SPORTS

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January 21, 2005

Women's basketball wins seventh straight

With a big weekend ahead, the Maroons could have been excused for looking past a streaky Benedictine team. Fortunately, this Chicago squad isn't looking for excuses.

Chicago held the Eagles' leading scorer, first-year forward Tamika Curtis, to four points in an unexpectedly easy 75-42 shutdown Tuesday at Ratner. The Maroons finished off their non-conference schedule with a bang and a seventh consecutive victory, the third-best streak in program history.

"I didn't expect a blowout," said first-year head coach Aaron Roussell. "I thought we were more talented, but they've got some good players on that team. I think there's some credit due to us."

Unlike in recent matchups, the team had no need for a dramatic second-half comeback. Third-year forward Jen Kaiser scored eight points in the game's first nine minutes to lead the Maroons on a 14-1 run and put the home team up 19-6, almost immediately taking any doubt out of the game. Chicago didn't lead by less than double digits for the rest of the night.

"We've been focusing on getting out fast in the first half. We're a good team, but when we come out early, we're a great team," Roussell said. "We played tough defense, pulled down some rebounds, and let the offense take care of itself. It's tough to shut us down for 40 minutes. The fact is, when we've held teams under 30 percent shooting in the first half, we've always won."

Chicago (10-4, 3-0) has struggled in the first 20 minutes of each game in a five-game home stand, trailing Case by nine at the half and Washington by 14 at the break. While strong second-half showings brought them back from the brink in both contests, the tough conference road schedule ahead may not allow the same room for error.

"We were far better than Benedictine, and we could rest on our skill instead of bringing intensity. We've been lacking a first-half fire," said third-year forward Susie Gutowski, who led Tuesday's game with 15 points, 10 rebounds, and five assists. "We hadn't played that well at the half, and if they had been a better team, it wouldn't have been a big lead."

Gutowski, one of four Maroons with double-digit scoring totals on the night, recorded her fifth double-double of the year, and racked up assists by finding her guards on the outside while being double-teamed. First-year guard Nofi Mojidi added 13 points, and Kaiser and first-year forward Nicaya Rapier scored 12.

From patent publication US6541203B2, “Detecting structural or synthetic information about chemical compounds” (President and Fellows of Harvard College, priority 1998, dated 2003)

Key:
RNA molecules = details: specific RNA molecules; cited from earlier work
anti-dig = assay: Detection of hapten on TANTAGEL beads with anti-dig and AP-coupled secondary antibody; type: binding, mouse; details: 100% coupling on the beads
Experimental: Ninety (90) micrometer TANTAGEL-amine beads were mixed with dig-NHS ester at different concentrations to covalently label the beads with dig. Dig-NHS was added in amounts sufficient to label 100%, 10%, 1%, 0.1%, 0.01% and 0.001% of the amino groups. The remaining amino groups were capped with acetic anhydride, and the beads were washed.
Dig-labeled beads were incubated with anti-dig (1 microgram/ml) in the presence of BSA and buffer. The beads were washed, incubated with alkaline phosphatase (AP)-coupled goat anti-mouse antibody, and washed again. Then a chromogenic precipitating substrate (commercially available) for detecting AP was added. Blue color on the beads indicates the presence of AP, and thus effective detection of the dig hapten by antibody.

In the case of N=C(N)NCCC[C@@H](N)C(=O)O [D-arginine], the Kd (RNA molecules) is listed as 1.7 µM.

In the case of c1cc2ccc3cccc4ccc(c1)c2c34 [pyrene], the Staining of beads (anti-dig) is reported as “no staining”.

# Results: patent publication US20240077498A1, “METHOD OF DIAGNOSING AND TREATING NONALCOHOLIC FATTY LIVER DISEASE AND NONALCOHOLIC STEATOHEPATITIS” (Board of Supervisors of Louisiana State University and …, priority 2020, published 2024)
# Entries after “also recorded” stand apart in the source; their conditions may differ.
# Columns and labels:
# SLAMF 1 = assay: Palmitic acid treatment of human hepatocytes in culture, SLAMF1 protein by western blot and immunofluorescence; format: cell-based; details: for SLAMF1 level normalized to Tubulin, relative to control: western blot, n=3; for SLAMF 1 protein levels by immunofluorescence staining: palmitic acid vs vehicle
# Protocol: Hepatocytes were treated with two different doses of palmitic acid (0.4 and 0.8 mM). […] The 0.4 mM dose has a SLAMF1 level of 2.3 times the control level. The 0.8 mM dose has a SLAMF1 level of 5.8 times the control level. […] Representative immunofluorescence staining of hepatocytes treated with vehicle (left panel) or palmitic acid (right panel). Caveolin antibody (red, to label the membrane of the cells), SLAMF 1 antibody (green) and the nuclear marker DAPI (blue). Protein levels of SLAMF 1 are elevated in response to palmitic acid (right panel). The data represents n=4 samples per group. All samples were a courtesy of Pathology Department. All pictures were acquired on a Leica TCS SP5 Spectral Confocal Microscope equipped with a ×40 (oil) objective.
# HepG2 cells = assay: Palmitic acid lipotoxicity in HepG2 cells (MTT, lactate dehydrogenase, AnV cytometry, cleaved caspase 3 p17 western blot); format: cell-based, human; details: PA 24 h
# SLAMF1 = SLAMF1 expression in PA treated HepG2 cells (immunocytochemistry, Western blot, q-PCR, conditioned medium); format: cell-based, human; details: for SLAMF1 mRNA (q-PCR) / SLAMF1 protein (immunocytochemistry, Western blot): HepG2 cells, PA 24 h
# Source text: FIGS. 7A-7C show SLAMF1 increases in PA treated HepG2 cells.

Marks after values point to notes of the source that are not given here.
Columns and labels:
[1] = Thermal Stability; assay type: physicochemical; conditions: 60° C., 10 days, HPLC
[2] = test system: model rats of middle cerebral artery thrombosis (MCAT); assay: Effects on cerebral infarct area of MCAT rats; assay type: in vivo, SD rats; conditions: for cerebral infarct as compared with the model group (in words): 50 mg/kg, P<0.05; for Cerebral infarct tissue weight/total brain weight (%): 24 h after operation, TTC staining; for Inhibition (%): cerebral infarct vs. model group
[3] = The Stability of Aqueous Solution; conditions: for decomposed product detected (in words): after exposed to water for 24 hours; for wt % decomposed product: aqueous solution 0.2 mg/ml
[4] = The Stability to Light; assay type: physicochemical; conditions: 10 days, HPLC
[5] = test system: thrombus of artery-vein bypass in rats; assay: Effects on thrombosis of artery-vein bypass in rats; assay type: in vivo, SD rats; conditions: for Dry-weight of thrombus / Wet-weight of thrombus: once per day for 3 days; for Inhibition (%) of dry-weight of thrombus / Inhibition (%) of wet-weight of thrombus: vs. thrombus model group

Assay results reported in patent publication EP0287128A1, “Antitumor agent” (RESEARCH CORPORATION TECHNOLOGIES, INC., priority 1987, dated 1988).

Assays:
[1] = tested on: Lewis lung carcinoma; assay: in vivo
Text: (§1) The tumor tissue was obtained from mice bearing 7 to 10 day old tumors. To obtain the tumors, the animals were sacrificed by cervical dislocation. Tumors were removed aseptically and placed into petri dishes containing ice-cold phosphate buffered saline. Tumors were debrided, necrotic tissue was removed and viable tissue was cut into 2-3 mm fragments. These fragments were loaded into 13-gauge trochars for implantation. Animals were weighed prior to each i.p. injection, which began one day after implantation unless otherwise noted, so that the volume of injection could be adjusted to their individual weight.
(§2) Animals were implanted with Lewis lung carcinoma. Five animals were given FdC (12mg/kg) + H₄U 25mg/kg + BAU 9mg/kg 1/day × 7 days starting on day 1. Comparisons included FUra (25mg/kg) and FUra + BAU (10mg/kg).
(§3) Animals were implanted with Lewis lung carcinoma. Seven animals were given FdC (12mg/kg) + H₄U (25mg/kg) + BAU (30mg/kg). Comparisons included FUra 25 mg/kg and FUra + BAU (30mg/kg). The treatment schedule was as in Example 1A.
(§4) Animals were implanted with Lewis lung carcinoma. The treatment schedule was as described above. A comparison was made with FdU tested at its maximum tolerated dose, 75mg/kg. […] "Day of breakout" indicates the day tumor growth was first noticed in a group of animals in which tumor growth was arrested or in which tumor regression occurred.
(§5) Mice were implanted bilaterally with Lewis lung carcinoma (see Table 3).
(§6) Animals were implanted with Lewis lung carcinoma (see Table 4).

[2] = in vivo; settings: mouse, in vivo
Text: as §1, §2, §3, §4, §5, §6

Rapier also had six rebounds in her 16 minutes, right around her surprising season average of 6.9 rebounds in 16.9 minutes per game.

"Nicaya gives us a nice burst of energy coming in as a sub. It's nice to have her to provide the spark," Roussell said.

"No other team we've met so far has a freshman close to being equal to Nicaya or Nofi. We're so lucky to have two potential rookies of the year when most teams don't even have one," Gutowski said.

While Rapier has received credit for strengthening the team on the glass, Mojidi has contributed with tough defense. She also brings the speed of a high-school All-American track star to the team, which she demonstrated by pulling down several easy buckets off fast breaks against Benedictine.

The Maroons now face a critical stretch on the road, with UAA showdowns at Carnegie Mellon (4-10, 0-3) and Rochester (8-5, 1-2) this weekend and at tenth-ranked NYU (12-2, 2-1) and third-ranked Brandeis (13-0, 3-0) the next. The Maroons have not left home since a 63-57 win over Aurora on December 15 made them 5-4 on the year.

"Carnegie has a poor record, but they've come close to knocking off some good teams, and Rochester went to the Final Four last year and has its best player back," said Roussell. "We can't afford to take any UAA road games lightly. It's a whole different world on the road in our conference. Playing at Rochester, especially, it doesn't get any tougher than that."

Carnegie Mellon is on a six-game losing streak, but faced three ranked teams in that time and has dropped several close decisions. Rochester, too, has struggled as of late, dropping three of their last five, but was ranked fifth in the nation in pre-season polls and had won 34-straight games at Gorgen Athletic Center before falling to top-ranked Bowdoin November 20.

A weekend sweep would give the Maroons a nine-game winning streak, the longest such stretch in team history set by the 1980-81 and 1989-90 Chicago squads.

"If we can play the way we've played in the second half, these games will be in the bag. We've got the shooters, and the talent; it's the controllable things like the desire to rebound and play tough and outwork them that we need to bring," Gutowski said.